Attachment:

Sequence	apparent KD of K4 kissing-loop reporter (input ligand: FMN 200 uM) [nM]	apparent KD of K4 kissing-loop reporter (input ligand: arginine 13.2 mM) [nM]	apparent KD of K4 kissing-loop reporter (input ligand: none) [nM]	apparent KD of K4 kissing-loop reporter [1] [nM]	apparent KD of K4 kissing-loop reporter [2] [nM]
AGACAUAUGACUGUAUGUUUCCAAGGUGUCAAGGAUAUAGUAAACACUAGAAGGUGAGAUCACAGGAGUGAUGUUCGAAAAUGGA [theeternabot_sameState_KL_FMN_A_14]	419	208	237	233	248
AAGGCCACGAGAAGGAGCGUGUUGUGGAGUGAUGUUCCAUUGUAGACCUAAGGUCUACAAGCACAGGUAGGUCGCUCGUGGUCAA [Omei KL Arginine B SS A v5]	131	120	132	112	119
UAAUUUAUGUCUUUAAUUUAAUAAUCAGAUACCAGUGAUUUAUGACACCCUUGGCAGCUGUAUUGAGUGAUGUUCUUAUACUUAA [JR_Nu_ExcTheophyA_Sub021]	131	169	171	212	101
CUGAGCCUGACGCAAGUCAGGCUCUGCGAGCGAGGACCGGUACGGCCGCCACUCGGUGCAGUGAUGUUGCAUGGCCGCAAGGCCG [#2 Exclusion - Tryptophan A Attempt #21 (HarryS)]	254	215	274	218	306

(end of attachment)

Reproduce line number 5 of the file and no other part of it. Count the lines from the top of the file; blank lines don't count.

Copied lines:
CUGAGCCUGACGCAAGUCAGGCUCUGCGAGCGAGGACCGGUACGGCCGCCACUCGGUGCAGUGAUGUUGCAUGGCCGCAAGGCCG [#2 Exclusion - Tryptophan A Attempt #21 (HarryS)]	254	215	274	218	306